cleaning old linens

kate38September 7, 2012

I have 2 trunkloads of old linens including tablecloths, napkins, lace dress collars and cuffs (they must have been taken off worn dresses and saved for use on others?), towels and other things that are very pretty but very dingy, yellowed or gray, and dusty. What is the best way to clean these? I was once told to soak them in Oxyclean, but I'd like to know what others do. Also, if I were to try to sell them, should I clean them first or leave them as is?

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lindac

Clean always sells better....because with old textiles, there is always the question..."will it fall apart if I wash it."

Next is the matter of "what is old?'...1940? 1930? or 1890 or older??
Stuff from the 1940's in good condition, without colored embroidery, should do well soaked in oxyclean and just squeezed out (not wrung!) and laid out to dry.

Older things or more delicate...hand done lace, gauzy fabrics are best soaked in a non ionic soap...like Orvis...look at a quilt shop.
then remember that wet fabric is weak....so don't lift it by an edge, support it with your hands...soap residue weakens fabric....rinse well but very gently, and anything acedic..like cardboard weakens and yellows the fabric.

So if you have some really old and nice things....soak in a plastic tub (like those storage containers) with distilled water and orvis....soak until the stains are gone....2, 3, 4 or more days. Squeeze our and replace with more distilled water..., gently press down into the water to rinse...repeat, several times until, with litmus paper, the water tests neutral.
Carefully lay out to dry in front of an electric fan....keep the cat off your drying linens!!!

    Bookmark   September 7, 2012 at 1:57PM
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kate38

Some of these things, like the collars and cuffs, I would guess are from the late 1800s or very early 1900s. Others are perhaps 1920-1930 when my grandparents were setting up their home. I just came across a piece that looks like part of a blouse that one might wear under a jacket (kind of like the dickeys of some years ago only it comes down to the waist and is very lacy and feminine). It definitely never had sleeves. It's a very thin cotton, not linen. I'm familiar with Orvus soap, but where can I purchase litmus paper?

    Bookmark   September 8, 2012 at 7:08AM
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lindac

should be able to find litmus paper at a pharmacy...or on line.

That lacy thing is called a jabot. Look closely for hand made lace and hand loomed fabric. I would love to help you sort that stuff!!!!

    Bookmark   September 8, 2012 at 9:34AM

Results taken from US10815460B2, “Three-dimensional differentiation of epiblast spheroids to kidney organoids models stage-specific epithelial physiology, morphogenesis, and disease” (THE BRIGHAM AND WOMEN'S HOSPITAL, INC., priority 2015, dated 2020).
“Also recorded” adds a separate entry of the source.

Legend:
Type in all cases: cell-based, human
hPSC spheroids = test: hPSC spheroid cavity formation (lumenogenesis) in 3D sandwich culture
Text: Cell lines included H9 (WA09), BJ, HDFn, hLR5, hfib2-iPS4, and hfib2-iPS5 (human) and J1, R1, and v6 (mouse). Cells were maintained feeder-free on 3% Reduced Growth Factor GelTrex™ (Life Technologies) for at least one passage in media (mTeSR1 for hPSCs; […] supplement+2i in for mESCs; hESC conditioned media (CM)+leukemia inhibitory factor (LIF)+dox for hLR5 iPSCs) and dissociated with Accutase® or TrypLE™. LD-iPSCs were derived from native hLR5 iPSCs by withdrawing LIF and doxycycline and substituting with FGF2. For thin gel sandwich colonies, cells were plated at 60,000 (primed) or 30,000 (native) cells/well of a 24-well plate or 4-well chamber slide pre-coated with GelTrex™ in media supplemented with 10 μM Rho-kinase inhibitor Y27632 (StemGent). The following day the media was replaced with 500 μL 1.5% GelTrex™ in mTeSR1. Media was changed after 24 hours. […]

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nanny98

Thanks Linda...your answer is basically the same as my very novice one and I learned something too! Orvus (Orvis?) can be found easily in feed stores...as horse care (I have been told) product. But it works well. Distilled water I had never considered. I have washed many antique doll clothes where the fabric was fragile in the first place with good results. Have never had to, but have been told that you can soak those yellowed items for very extended times. No patience here, so that hasn't happened.

    Bookmark   September 8, 2012 at 6:23PM
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sherrmann

Don't laugh, but if, after removing stains, the linens are still yellow, would a little bluing in the final rinse be ok? Since I started using bluing on whites I have beautiful snowy white towels, t-shirts, lingerie, etc. Even old yellow t-shirts look bright again. I swear by the stuff.

    Bookmark   September 8, 2012 at 7:31PM
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lindac

Blueing helps....and remember...in a pinch you can use blue food coloring!

I haven seen blueing in years.....I remember loving it as a kid...I would be allowed to swish the blueing bag in the rinse water....what fun! Mrs' Stewart's Blueing!

    Bookmark   September 8, 2012 at 10:14PM
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sherrmann

Yes, Linda, it's Mrs Stewarts! Great stuff, available right next to all the other laundry products in my stores. Plus, there is a website.

    Bookmark   September 9, 2012 at 10:48AM
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ingeorgia

Let me recommend this cleaner, you can read all the comments about it

Here is a link that might be useful: Linen cleaner

    Bookmark   September 10, 2012 at 11:18AM
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jemdandy

Pieces like cuffs, collars, and ruffles may have been starched and ironed. For pieces that are starched, the cleaning product will have to contend with the starch. Starched pieces loose their stiffness and sheen after laundering. The pieces may need starching again to recover stiffness. I'd be hesitant about ironing really old cloth.

The natural color of early linens were not snow white.

Closely examine the lace trims for hand made bobbin lace. The repeating pattern of machine made lace will be very regular and consistent; Hand made lace, on the other hand, may show minor variations in the repeated pattern. (My daughter does bobbin lace at Ren fairs.) Hand made lace may date the piece to an early date.